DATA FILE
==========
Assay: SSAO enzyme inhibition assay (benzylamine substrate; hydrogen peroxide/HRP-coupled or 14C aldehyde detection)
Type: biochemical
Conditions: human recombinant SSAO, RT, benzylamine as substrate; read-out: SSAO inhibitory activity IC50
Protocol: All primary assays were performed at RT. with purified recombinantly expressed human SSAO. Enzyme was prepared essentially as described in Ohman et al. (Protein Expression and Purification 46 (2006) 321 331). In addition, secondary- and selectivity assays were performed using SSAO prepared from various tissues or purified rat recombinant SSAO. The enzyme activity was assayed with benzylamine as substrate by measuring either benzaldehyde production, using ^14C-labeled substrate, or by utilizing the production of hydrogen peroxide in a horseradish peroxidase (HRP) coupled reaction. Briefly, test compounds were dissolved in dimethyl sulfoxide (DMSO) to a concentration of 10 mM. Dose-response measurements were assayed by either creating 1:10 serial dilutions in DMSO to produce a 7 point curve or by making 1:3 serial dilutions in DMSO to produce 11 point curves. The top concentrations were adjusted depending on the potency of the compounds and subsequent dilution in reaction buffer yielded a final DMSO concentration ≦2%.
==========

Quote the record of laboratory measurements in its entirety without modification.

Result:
Assay: SSAO enzyme inhibition assay (benzylamine substrate; hydrogen peroxide/HRP-coupled or 14C aldehyde detection)
Type: biochemical
Conditions: human recombinant SSAO, RT, benzylamine as substrate; read-out: SSAO inhibitory activity IC50
Protocol: All primary assays were performed at RT. with purified recombinantly expressed human SSAO. Enzyme was prepared essentially as described in Ohman et al. (Protein Expression and Purification 46 (2006) 321 331). In addition, secondary- and selectivity assays were performed using SSAO prepared from various tissues or purified rat recombinant SSAO. The enzyme activity was assayed with benzylamine as substrate by measuring either benzaldehyde production, using ^14C-labeled substrate, or by utilizing the production of hydrogen peroxide in a horseradish peroxidase (HRP) coupled reaction. Briefly, test compounds were dissolved in dimethyl sulfoxide (DMSO) to a concentration of 10 mM. Dose-response measurements were assayed by either creating 1:10 serial dilutions in DMSO to produce a 7 point curve or by making 1:3 serial dilutions in DMSO to produce 11 point curves. The top concentrations were adjusted depending on the potency of the compounds and subsequent dilution in reaction buffer yielded a final DMSO concentration ≦2%.